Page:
The sun poked at him from its vantage point above an open field. And Allister plucked petals from a lavender coneflower still rooted in the ground. With each pluck came a, “She loves me,” or a, “She loves me not.” And after all the coneflower’s petals had fallen, the last words spoken were, “She loves me not.” And Allister knew this was so. Something had changed. Something was gone. And it was not coming back anytime soon.
But, Allister glued the petals back on his coneflower and he plucked again.
And, again, he ended on, “She loves me not.”
And Allister knew it was time to move on. Many family, friends, acquaintances, and complete strangers had told him so. So, Allister did. He moved on to the next flower. A daisy. He tugged each petal cleanly and left them on the ground and came up with the same answer. She loved him not.
And Allister knew it was time to move on. You may remember from the paragraph preceding this one. But, he remembered from the constant advice given and he knew inside him that there were things that could not be mended. Not now. Maybe not ever. And, though he should (he knew he should), he could not move on. Not until he had plucked the petals, the possibilities, the feelings, the thoughts, the lost futures from each and every flower in that field.
So he did.
It took the whole day and more. It took whole lifetimes. And, strewn across the field, like the remains of a battle, were hundreds upon thousands upon millions of petals. With each petal came a, “She loves me” or a “She loves me not” that always ended with, “She loves me not.”
And Allister had moved on, had moved beyond that initial lost love, had moved on to the idea of others. Of the possibility of finding someone else and, in his head- in the petals he plucked- it always came up, “She loves me not.” Flower upon flower- tulips and sunflowers and lilies and irises and this one and that one loved him not. Some stems Allister plucked from the Earth to lay with the petals and some stems Allister left rooted in the ground, their bald heads reaching to the sun for help.
And Allister looked to the sky and wanted to scream at the sun to…just…stop…poking him. But, instead, he plucked another flower’s petals. And another and another until each and every flower in that field, each and every possibility for love in his life, was bare and bald.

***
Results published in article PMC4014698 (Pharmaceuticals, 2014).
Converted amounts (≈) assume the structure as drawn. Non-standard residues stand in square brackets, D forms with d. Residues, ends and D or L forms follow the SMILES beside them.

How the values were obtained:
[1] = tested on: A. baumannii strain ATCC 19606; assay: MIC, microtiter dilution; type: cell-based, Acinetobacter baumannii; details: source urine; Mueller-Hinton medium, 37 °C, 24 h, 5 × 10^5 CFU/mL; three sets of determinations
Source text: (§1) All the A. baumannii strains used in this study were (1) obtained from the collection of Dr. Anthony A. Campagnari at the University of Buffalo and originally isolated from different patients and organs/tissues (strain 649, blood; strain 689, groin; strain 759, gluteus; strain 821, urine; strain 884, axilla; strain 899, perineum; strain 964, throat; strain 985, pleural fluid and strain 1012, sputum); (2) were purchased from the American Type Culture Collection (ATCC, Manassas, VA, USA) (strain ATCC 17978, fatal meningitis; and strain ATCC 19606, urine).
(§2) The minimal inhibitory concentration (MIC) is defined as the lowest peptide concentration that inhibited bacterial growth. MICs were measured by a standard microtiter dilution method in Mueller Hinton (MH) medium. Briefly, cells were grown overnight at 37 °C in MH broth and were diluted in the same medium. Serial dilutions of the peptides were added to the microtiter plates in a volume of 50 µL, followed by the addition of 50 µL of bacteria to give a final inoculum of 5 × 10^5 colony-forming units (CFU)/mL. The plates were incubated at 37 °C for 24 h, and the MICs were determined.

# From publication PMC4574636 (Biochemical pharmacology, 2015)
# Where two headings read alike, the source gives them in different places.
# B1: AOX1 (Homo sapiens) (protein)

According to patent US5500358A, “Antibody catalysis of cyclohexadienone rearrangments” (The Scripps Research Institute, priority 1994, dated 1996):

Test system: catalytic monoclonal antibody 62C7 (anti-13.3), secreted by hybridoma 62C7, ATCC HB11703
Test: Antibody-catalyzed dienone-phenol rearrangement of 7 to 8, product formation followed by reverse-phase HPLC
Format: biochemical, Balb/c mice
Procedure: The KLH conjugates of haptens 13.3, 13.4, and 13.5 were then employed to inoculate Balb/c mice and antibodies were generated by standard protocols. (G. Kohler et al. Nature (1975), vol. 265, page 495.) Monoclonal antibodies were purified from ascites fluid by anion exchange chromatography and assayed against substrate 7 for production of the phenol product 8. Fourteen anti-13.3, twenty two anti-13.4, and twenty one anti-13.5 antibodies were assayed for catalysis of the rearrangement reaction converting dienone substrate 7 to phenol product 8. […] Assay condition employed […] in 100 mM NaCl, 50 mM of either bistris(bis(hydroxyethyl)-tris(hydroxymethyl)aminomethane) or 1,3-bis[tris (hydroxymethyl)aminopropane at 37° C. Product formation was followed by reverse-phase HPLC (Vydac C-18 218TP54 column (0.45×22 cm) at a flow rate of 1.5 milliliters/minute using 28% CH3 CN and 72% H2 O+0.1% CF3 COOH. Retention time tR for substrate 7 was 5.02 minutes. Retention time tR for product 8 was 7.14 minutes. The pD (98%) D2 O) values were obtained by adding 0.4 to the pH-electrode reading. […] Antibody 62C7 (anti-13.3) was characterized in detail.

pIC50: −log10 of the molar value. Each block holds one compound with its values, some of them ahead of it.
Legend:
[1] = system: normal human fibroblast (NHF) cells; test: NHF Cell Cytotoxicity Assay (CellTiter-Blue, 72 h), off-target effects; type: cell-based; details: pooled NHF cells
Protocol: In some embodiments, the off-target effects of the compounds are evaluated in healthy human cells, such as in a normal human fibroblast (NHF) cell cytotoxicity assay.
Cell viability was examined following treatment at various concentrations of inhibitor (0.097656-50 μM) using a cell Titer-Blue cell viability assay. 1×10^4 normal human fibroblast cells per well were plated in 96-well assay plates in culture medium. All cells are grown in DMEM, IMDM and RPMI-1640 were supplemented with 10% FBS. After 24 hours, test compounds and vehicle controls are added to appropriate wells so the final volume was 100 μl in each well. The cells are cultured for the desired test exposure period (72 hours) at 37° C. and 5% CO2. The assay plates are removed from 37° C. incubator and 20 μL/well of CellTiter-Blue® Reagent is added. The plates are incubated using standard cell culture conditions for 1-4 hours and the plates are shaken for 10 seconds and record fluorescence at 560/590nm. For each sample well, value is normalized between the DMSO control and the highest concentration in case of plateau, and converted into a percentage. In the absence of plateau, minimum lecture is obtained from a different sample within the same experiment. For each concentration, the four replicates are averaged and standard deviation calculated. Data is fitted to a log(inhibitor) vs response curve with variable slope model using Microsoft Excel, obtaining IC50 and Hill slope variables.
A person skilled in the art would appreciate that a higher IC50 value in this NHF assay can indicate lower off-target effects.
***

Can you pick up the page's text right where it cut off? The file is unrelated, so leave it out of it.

And Allister wept. He wept for endings to beginnings he had and never had.
And, still, he was not ready to leave the field. He needed to know why. He needed to know who and what was wrong with him. In a haze, he glued petals back on the heads of the flowers with stems still rooted in the Earth. He picked up the stems he had torn from the ground and, with them, picked up memories of relationships long past. Early ones with early mistakes. He wanted a resolution. The stems with roots still clinging, Allister planted back into the ground and the stems torn away from their roots, Allister glued back to their bases (and, in cases where the bases could not be found, Allister glued the stems directly into the Earth). And he glued petals back on their flower heads. He wanted to plant a better ending that had never been there. They had all been, “She loves you not.”
They loved him not. But, Allister left them all standing- reaching to the sun.
And Allister sat at the edge of the field at the exact same place that he had started. He sat there, bowed his head, and let the sun poke him. Let himself feel each and every loss. With each poke, Allister felt himself being pushed, being planted into the ground. Nothing had been left.
And, so, he wept. And wept. And the sun poked and poked. And the flowers reached and reached. And, when Allister lifted his head, he saw that, in his haze, he had transformed the field.
Sunflowers had dandelion petals. The petals of Black-Eyed Susans had met the stems of Queen Anne’s Lace. And Allister’s original lavender coneflower now had scarlet poppy petals. All over the field were hybrids, new creations. Some flowers even wore the petals of multiple flowers. Annuals meshed with perennials and biennials. Some beautiful, some strange. Some would be gone by the next spring and some would remain. But, all were unique and all were his.
And, with the sun drying the tears on his face, Allister suddenly felt no need to apologize for the strange anymore than he felt the need to brag about the beautiful.
There was a release.
There was a forgiveness.
There was a hum.
There were bees all about.
And they were carrying Allister to brand new fields.